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Credit card fees: What are you paying for?

Personal_Finance / Credit Cards & Scoring May 31, 2007 - 11:04 PM GMT

By: MoneyFacts

Personal_Finance

Michelle Slade of Moneyfacts.co.uk – the money search engine comments:“Since the OFTs intervention in the credit card market to cap penalty fees, card providers have used numerous rate and fee increases, and have tweaked terms and conditions in an attempt to recoup the lost revenue, with the latest tack being to introduce annual fees.

“Most annual fees recently introduced have the common condition to charge only when the card has low usage, either in terms of the frequency of transactions or their value.


“But we must remember there are several cards available which charge either a monthly or annual fee regardless of how many times you use your card. Generally you will be paying for the additional benefits and incentives. But the fees on credit cards need to come with a similar warning to those on packaged current accounts. Are you really getting what you pay for?

“The most common benefit is annual travel insurance, while others include purchase protection or discounted offers. But as with any benefit it’s worth checking that it is something that you will actually use and gain some benefit from. Take the travel insurance offered on these cards for example; many will require you to pay for your holiday with your card, which in many instances will incur a transaction cost, ultimately meaning that it could have been cheaper to buy your insurance independently. And before you travel, check the policy covers all you need. Is it worldwide or just for Europe? Does it cover an individual or your family? Does it cover winter sports? Are existing medical conditions covered? What are the maximum payouts?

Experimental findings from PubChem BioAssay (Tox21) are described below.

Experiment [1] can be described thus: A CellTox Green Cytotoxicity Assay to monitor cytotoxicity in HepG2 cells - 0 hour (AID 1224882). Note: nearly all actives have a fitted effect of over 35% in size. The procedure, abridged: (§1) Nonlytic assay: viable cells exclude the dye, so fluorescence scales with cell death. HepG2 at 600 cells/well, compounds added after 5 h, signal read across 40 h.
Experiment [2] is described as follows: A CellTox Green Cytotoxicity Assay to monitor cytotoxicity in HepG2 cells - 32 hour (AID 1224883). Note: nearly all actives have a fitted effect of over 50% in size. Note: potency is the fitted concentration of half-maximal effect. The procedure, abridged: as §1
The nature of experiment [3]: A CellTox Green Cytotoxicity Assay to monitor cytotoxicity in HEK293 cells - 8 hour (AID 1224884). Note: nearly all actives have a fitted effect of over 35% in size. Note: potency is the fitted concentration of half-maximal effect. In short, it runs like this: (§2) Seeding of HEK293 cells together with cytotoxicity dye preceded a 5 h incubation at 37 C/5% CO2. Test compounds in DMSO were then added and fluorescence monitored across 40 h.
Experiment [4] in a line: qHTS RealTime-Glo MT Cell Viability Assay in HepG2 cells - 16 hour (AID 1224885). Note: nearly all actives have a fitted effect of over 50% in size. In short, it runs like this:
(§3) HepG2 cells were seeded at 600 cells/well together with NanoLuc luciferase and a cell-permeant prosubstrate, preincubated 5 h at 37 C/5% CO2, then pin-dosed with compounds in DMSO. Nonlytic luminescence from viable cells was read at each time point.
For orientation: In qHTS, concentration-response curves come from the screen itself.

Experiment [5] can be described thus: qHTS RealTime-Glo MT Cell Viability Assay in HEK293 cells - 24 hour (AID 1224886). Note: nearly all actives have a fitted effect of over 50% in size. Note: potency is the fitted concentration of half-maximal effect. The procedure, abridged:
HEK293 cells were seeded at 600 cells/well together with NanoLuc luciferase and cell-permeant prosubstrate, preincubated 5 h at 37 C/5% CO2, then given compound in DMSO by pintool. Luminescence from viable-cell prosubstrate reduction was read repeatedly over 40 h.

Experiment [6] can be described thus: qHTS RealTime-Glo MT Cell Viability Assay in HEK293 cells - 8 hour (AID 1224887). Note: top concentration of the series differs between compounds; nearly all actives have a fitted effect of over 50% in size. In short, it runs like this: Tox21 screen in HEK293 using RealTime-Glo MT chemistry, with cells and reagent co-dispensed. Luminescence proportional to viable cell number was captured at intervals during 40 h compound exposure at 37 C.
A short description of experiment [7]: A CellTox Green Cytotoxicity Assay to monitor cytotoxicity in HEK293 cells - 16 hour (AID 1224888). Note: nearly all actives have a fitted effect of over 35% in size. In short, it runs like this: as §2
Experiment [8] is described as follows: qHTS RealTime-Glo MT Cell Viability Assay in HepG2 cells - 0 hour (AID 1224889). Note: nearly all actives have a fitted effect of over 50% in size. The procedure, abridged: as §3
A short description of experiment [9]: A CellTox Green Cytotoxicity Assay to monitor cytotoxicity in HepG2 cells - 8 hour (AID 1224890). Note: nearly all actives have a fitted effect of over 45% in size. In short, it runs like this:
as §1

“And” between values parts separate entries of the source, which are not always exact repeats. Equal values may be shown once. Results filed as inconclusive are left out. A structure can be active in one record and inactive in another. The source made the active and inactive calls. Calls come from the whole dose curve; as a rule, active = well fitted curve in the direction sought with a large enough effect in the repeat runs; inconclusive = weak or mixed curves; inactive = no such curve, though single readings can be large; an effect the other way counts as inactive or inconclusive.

“But don’t think incentives are only available on annual / monthly fee cards, as many other cards offer incentives, including a handful which include worldwide travel insurance.

“Fees can range from £2 pm (£24 pa) to £275 pa, but alarmingly there seems to be little difference in the benefits offered. This is highlighted with the two Co-op cards listed in the table below. These cards offer the same benefits, but one charges £2 per month and the other £120 per year. The difference between these cards is the balance transfer deal available, the interest rates and the guarantee to match an existing credit limit.

“As neither of these cards offer the most competitive deal in the market, it would be worthwhile shopping around for the best deal and use the money saved to buy any benefits independently.

“Don’t think that just because you are paying for your card, you are getting anything exclusive in return. Gold and Platinum cards have lost their exclusive appeal, with often similar or better deals available on standard cards. If you do choose a card with an annual fee, make sure you are getting value for money in return.

“While in the future we may see more and more annual fees, today most credit cards are free and some offer very competitive deals. So why not take advantage of them while you can?”

www.moneyfacts.co.uk - The Money Search Engine


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